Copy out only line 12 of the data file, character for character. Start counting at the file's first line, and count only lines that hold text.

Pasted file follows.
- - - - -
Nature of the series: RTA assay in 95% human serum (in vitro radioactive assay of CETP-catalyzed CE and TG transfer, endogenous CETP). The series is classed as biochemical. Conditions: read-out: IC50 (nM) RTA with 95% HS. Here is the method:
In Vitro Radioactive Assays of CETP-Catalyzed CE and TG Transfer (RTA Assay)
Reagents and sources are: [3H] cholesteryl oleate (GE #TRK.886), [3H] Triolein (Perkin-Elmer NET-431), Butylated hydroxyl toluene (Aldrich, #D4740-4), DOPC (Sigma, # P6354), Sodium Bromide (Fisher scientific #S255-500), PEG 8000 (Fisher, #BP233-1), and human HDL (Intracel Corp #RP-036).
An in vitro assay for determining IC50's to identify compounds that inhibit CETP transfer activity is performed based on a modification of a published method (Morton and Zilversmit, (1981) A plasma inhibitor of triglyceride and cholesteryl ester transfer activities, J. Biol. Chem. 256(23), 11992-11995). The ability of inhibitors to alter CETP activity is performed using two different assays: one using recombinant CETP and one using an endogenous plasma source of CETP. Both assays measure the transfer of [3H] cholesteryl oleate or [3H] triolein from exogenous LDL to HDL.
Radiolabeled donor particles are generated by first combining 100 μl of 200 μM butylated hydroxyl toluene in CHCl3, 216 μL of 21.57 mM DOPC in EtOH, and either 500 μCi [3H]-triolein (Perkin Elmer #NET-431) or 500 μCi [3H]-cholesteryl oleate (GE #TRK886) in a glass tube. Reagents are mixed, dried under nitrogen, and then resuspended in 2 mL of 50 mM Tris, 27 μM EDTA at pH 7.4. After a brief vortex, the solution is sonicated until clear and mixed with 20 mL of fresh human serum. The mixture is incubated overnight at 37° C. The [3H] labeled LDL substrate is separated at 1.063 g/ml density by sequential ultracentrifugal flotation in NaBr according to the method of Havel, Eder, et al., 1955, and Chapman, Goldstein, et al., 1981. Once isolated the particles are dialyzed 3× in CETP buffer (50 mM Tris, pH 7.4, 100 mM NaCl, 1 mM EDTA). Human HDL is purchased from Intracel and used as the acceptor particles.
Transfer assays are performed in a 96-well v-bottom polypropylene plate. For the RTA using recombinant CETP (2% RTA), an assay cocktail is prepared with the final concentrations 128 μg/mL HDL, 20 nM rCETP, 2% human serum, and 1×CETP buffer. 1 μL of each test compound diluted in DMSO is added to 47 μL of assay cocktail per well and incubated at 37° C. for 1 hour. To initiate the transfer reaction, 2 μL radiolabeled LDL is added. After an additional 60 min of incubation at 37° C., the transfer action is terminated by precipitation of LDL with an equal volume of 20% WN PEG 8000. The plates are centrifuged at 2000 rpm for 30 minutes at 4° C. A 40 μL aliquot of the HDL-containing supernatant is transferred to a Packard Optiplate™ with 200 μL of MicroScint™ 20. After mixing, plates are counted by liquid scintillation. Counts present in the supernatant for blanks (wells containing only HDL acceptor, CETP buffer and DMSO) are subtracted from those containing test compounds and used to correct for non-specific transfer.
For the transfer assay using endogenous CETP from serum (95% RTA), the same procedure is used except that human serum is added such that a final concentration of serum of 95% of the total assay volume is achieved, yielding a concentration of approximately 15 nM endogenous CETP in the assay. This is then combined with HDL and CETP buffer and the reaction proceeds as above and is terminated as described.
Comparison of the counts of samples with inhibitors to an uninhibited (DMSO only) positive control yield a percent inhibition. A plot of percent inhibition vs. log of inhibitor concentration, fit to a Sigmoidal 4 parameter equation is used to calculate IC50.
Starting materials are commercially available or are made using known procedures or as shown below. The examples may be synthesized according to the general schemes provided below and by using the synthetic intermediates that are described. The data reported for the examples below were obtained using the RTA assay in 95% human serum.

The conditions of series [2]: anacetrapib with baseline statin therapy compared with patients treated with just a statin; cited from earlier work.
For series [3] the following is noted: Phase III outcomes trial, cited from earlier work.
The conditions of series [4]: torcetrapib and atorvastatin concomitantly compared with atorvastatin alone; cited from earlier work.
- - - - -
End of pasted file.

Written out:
The conditions of series [4]: torcetrapib and atorvastatin concomitantly compared with atorvastatin alone; cited from earlier work.